Dr. Nolan Williams, Assistant Professor of Psychiatry and Behavioral Sciences at the Stanford University Medical Center, and his team conducted their initial SAINT study on 21 hospitalized patients, who received a full course of SAINT treatment, which involved refinement of a form of FDA-approved non-invasive brain stimulation called iTBS (intermittent theta-burst stimulation). They found that if multiple treatments were given in one day, the course could be completed within 5 days.
Dr. Williams also targeted specific regions of the brain to boost the effectiveness of iTBS. He believed that stimulation to the dorsolateral prefrontal cortex (DFPLC) could impact the function of the subgenual anterior cingulate cortex (sgACC), which would form a chain reaction to reduce hyperconnectivity with the third section of the brain, the Default Mode Network (DMN), which is linked with depression symptoms. The challenge was to find the best spot on an individual’s DFPLC that would provoke a strong reaction from the sgACC. Since this part of the brain differs slightly in each person, Dr. Williams conducted a functional MRI brain scan on each patient before treatment, which helped him locate the exact location on the skull to administer the most effective stimulation for the individual’s needs.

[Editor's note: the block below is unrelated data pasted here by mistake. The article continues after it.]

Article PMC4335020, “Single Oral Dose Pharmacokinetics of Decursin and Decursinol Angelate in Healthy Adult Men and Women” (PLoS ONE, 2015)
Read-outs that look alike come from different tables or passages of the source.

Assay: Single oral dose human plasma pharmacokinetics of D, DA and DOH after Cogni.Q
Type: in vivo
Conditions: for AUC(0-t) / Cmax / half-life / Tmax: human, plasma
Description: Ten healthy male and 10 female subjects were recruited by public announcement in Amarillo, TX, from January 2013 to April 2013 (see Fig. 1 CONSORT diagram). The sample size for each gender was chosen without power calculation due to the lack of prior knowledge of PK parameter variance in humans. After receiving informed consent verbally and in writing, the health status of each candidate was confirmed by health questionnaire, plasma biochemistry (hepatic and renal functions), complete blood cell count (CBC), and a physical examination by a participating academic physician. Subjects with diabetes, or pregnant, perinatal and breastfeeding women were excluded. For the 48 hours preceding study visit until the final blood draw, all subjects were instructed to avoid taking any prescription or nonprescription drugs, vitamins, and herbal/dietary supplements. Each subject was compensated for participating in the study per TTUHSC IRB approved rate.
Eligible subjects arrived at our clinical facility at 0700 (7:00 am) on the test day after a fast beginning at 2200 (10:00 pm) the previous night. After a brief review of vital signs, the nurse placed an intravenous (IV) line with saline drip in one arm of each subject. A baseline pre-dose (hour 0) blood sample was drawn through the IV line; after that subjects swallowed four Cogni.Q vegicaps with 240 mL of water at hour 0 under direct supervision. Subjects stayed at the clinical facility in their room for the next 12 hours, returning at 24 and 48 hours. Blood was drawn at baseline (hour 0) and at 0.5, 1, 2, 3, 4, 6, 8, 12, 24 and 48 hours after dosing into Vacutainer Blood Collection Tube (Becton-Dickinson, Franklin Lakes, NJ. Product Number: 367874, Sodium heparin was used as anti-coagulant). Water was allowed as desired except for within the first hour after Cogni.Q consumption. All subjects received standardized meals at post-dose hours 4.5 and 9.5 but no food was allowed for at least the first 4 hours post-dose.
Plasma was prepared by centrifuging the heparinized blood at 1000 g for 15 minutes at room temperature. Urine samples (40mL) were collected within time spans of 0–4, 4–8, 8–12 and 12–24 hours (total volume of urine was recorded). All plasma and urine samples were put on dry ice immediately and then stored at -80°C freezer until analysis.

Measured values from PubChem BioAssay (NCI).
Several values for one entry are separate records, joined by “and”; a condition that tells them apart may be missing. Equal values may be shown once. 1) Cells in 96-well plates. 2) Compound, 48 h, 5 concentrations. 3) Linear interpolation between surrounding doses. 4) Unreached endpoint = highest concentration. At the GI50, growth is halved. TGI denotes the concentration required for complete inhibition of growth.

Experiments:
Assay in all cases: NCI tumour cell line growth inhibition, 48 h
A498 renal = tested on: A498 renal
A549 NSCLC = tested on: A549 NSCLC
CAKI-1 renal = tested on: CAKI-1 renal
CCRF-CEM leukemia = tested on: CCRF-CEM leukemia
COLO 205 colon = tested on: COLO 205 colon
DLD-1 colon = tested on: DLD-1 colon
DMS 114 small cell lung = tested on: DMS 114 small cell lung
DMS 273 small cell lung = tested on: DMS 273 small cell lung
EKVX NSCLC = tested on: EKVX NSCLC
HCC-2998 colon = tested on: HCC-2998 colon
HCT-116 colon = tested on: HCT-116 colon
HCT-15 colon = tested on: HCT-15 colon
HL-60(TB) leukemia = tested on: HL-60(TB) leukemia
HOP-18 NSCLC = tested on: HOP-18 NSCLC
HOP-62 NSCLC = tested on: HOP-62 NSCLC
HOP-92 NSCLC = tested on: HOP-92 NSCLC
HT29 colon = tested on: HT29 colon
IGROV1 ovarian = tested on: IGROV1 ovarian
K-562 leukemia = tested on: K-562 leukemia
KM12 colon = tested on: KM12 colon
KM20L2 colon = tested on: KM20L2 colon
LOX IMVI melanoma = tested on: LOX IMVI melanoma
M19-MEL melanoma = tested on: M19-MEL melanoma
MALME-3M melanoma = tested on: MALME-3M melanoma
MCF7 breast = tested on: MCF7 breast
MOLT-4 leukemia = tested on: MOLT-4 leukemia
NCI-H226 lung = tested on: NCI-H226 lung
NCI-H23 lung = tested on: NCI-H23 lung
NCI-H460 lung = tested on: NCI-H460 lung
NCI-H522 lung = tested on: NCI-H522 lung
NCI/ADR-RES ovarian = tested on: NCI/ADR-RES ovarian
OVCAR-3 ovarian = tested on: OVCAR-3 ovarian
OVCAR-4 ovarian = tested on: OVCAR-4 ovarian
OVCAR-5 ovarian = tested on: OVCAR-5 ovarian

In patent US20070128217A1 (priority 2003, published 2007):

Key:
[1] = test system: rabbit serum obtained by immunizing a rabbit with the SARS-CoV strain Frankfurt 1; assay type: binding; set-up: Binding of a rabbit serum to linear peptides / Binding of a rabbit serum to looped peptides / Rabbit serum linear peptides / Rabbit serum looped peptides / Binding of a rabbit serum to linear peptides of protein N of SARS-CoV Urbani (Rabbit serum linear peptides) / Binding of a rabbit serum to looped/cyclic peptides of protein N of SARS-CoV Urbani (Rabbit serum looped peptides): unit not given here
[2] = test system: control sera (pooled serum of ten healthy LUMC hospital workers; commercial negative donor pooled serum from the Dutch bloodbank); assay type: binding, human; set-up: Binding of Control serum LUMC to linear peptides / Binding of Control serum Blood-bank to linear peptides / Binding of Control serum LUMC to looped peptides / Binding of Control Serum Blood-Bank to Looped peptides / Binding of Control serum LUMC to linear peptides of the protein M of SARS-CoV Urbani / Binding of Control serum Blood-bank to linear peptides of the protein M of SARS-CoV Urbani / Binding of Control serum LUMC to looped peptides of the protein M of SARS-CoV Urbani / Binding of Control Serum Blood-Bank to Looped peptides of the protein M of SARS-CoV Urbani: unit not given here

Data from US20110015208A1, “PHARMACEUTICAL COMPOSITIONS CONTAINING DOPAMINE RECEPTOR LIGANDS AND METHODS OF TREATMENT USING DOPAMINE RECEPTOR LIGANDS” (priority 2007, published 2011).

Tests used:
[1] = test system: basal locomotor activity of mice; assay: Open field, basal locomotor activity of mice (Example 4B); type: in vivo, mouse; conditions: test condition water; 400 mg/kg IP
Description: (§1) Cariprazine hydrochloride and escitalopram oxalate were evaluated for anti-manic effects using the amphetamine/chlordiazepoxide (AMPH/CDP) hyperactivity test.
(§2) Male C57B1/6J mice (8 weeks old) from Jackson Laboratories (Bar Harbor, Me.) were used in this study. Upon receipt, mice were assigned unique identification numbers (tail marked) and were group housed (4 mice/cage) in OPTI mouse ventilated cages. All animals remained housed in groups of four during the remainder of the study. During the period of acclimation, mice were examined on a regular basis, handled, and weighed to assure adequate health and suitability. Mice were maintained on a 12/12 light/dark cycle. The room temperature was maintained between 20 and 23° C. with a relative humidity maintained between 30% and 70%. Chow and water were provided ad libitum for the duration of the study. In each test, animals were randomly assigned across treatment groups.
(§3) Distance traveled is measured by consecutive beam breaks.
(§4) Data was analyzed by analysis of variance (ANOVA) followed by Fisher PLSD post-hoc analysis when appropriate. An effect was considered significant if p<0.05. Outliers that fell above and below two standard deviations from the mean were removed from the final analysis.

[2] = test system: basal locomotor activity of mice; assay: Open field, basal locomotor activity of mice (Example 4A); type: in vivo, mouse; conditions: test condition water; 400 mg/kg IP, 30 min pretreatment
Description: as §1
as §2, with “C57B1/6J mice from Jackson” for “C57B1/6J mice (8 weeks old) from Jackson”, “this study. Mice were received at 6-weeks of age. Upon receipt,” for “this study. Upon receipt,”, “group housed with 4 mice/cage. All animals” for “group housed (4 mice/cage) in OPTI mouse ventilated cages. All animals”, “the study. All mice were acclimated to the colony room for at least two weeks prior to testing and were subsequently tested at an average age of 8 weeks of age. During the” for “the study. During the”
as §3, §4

By the end of the 5th day of treatment, 19 out of 21 or 90% of patients were considered in remission for their clinical depression, and those who were reportedly suicidal before treatment reported they were no longer having these thoughts. A month after treatment, 70% of these patients continued to have an antidepressant response, meaning their initial symptoms were still reduced by 50% or more.